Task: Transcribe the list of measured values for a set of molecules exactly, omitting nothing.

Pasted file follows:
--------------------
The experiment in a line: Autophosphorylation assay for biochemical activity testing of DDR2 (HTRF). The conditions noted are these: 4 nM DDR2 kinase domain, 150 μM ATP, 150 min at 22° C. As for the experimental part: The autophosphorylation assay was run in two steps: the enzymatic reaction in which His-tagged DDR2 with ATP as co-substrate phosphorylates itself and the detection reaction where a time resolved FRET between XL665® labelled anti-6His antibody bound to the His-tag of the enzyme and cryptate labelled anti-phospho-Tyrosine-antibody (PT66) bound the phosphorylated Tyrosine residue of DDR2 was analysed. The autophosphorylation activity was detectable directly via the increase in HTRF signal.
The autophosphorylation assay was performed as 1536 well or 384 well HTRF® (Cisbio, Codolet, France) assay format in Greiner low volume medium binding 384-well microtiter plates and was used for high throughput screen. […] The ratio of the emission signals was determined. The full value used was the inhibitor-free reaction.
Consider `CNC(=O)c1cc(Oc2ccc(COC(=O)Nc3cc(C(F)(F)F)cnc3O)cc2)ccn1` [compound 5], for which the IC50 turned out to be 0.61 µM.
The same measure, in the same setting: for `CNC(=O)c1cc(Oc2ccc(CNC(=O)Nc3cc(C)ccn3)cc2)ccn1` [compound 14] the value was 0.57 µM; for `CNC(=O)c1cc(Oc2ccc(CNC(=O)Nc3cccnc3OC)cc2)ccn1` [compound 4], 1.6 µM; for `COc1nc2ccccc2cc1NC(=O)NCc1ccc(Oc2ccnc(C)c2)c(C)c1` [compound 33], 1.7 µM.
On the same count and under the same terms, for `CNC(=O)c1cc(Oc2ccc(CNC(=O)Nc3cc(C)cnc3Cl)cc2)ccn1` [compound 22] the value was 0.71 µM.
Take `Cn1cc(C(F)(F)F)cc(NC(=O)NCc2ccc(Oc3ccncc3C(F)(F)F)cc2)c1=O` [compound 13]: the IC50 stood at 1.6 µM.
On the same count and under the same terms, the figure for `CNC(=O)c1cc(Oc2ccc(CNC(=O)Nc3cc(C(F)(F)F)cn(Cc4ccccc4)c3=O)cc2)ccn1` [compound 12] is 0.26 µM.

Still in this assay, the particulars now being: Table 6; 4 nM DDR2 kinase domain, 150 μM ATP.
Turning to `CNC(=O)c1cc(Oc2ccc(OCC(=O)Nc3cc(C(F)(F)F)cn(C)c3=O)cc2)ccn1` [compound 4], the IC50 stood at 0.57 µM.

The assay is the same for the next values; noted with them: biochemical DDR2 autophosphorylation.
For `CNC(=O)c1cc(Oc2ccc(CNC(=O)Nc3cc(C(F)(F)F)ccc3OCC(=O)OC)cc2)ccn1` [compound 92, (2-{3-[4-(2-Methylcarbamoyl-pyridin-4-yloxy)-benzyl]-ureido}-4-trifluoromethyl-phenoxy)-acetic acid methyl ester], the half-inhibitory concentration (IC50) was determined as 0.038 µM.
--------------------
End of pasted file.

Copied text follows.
The experiment in a line: Autophosphorylation assay for biochemical activity testing of DDR2 (HTRF). The conditions noted are these: 4 nM DDR2 kinase domain, 150 μM ATP, 150 min at 22° C. As for the experimental part: The autophosphorylation assay was run in two steps: the enzymatic reaction in which His-tagged DDR2 with ATP as co-substrate phosphorylates itself and the detection reaction where a time resolved FRET between XL665® labelled anti-6His antibody bound to the His-tag of the enzyme and cryptate labelled anti-phospho-Tyrosine-antibody (PT66) bound the phosphorylated Tyrosine residue of DDR2 was analysed. The autophosphorylation activity was detectable directly via the increase in HTRF signal.
The autophosphorylation assay was performed as 1536 well or 384 well HTRF® (Cisbio, Codolet, France) assay format in Greiner low volume medium binding 384-well microtiter plates and was used for high throughput screen. […] The ratio of the emission signals was determined. The full value used was the inhibitor-free reaction.
Consider `CNC(=O)c1cc(Oc2ccc(COC(=O)Nc3cc(C(F)(F)F)cnc3O)cc2)ccn1` [compound 5], for which the IC50 turned out to be 0.61 µM.
The same measure, in the same setting: for `CNC(=O)c1cc(Oc2ccc(CNC(=O)Nc3cc(C)ccn3)cc2)ccn1` [compound 14] the value was 0.57 µM; for `CNC(=O)c1cc(Oc2ccc(CNC(=O)Nc3cccnc3OC)cc2)ccn1` [compound 4], 1.6 µM; for `COc1nc2ccccc2cc1NC(=O)NCc1ccc(Oc2ccnc(C)c2)c(C)c1` [compound 33], 1.7 µM.
On the same count and under the same terms, for `CNC(=O)c1cc(Oc2ccc(CNC(=O)Nc3cc(C)cnc3Cl)cc2)ccn1` [compound 22] the value was 0.71 µM.
Take `Cn1cc(C(F)(F)F)cc(NC(=O)NCc2ccc(Oc3ccncc3C(F)(F)F)cc2)c1=O` [compound 13]: the IC50 stood at 1.6 µM.
On the same count and under the same terms, the figure for `CNC(=O)c1cc(Oc2ccc(CNC(=O)Nc3cc(C(F)(F)F)cn(Cc4ccccc4)c3=O)cc2)ccn1` [compound 12] is 0.26 µM.

Still in this assay, the particulars now being: Table 6; 4 nM DDR2 kinase domain, 150 μM ATP.
Turning to `CNC(=O)c1cc(Oc2ccc(OCC(=O)Nc3cc(C(F)(F)F)cn(C)c3=O)cc2)ccn1` [compound 4], the IC50 stood at 0.57 µM.

The assay is the same for the next values; noted with them: biochemical DDR2 autophosphorylation.
For `CNC(=O)c1cc(Oc2ccc(CNC(=O)Nc3cc(C(F)(F)F)ccc3OCC(=O)OC)cc2)ccn1` [compound 92, (2-{3-[4-(2-Methylcarbamoyl-pyridin-4-yloxy)-benzyl]-ureido}-4-trifluoromethyl-phenoxy)-acetic acid methyl ester], the half-inhibitory concentration (IC50) was determined as 0.038 µM.